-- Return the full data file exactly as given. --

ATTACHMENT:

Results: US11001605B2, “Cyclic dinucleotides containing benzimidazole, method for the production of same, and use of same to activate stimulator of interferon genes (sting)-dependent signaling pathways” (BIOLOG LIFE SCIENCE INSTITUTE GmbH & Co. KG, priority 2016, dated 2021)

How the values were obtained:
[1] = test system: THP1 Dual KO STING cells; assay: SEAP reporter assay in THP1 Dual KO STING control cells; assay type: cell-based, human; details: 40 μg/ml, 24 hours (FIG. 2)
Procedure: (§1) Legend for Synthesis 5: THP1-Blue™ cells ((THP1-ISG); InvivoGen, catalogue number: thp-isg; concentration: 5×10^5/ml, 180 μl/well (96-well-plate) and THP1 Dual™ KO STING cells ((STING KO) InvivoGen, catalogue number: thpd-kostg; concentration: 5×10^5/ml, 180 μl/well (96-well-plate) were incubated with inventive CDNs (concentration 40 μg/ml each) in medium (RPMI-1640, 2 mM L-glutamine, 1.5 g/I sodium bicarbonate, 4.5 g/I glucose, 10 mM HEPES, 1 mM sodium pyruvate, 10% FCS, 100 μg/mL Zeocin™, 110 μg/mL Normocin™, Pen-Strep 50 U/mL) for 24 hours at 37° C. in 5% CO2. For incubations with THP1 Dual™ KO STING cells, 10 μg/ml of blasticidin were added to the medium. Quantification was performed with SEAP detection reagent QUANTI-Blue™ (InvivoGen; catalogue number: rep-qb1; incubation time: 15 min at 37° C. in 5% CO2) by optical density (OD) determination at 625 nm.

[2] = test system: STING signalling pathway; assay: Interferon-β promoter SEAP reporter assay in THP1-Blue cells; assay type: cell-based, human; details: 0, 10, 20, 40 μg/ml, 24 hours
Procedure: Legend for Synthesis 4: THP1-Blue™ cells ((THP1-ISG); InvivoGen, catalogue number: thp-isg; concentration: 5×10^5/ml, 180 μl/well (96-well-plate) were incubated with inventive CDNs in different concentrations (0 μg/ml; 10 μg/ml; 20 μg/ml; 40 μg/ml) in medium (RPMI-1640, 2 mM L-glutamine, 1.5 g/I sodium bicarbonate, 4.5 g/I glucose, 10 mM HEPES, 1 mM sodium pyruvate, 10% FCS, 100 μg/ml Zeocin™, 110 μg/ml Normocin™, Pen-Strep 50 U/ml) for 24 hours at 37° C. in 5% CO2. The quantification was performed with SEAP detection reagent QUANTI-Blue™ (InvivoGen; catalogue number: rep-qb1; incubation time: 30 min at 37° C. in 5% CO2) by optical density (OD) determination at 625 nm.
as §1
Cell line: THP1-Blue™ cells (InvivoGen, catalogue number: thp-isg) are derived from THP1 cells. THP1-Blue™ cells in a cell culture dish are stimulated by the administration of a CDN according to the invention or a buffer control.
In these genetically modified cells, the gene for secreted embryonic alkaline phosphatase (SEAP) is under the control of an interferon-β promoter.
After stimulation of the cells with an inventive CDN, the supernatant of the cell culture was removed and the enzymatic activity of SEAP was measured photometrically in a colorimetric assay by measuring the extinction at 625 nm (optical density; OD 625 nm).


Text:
Results: US11001605B2, “Cyclic dinucleotides containing benzimidazole, method for the production of same, and use of same to activate stimulator of interferon genes (sting)-dependent signaling pathways” (BIOLOG LIFE SCIENCE INSTITUTE GmbH & Co. KG, priority 2016, dated 2021)

How the values were obtained:
[1] = test system: THP1 Dual KO STING cells; assay: SEAP reporter assay in THP1 Dual KO STING control cells; assay type: cell-based, human; details: 40 μg/ml, 24 hours (FIG. 2)
Procedure: (§1) Legend for Synthesis 5: THP1-Blue™ cells ((THP1-ISG); InvivoGen, catalogue number: thp-isg; concentration: 5×10^5/ml, 180 μl/well (96-well-plate) and THP1 Dual™ KO STING cells ((STING KO) InvivoGen, catalogue number: thpd-kostg; concentration: 5×10^5/ml, 180 μl/well (96-well-plate) were incubated with inventive CDNs (concentration 40 μg/ml each) in medium (RPMI-1640, 2 mM L-glutamine, 1.5 g/I sodium bicarbonate, 4.5 g/I glucose, 10 mM HEPES, 1 mM sodium pyruvate, 10% FCS, 100 μg/mL Zeocin™, 110 μg/mL Normocin™, Pen-Strep 50 U/mL) for 24 hours at 37° C. in 5% CO2. For incubations with THP1 Dual™ KO STING cells, 10 μg/ml of blasticidin were added to the medium. Quantification was performed with SEAP detection reagent QUANTI-Blue™ (InvivoGen; catalogue number: rep-qb1; incubation time: 15 min at 37° C. in 5% CO2) by optical density (OD) determination at 625 nm.

[2] = test system: STING signalling pathway; assay: Interferon-β promoter SEAP reporter assay in THP1-Blue cells; assay type: cell-based, human; details: 0, 10, 20, 40 μg/ml, 24 hours
Procedure: Legend for Synthesis 4: THP1-Blue™ cells ((THP1-ISG); InvivoGen, catalogue number: thp-isg; concentration: 5×10^5/ml, 180 μl/well (96-well-plate) were incubated with inventive CDNs in different concentrations (0 μg/ml; 10 μg/ml; 20 μg/ml; 40 μg/ml) in medium (RPMI-1640, 2 mM L-glutamine, 1.5 g/I sodium bicarbonate, 4.5 g/I glucose, 10 mM HEPES, 1 mM sodium pyruvate, 10% FCS, 100 μg/ml Zeocin™, 110 μg/ml Normocin™, Pen-Strep 50 U/ml) for 24 hours at 37° C. in 5% CO2. The quantification was performed with SEAP detection reagent QUANTI-Blue™ (InvivoGen; catalogue number: rep-qb1; incubation time: 30 min at 37° C. in 5% CO2) by optical density (OD) determination at 625 nm.
as §1
Cell line: THP1-Blue™ cells (InvivoGen, catalogue number: thp-isg) are derived from THP1 cells. THP1-Blue™ cells in a cell culture dish are stimulated by the administration of a CDN according to the invention or a buffer control.
In these genetically modified cells, the gene for secreted embryonic alkaline phosphatase (SEAP) is under the control of an interferon-β promoter.
After stimulation of the cells with an inventive CDN, the supernatant of the cell culture was removed and the enzymatic activity of SEAP was measured photometrically in a colorimetric assay by measuring the extinction at 625 nm (optical density; OD 625 nm).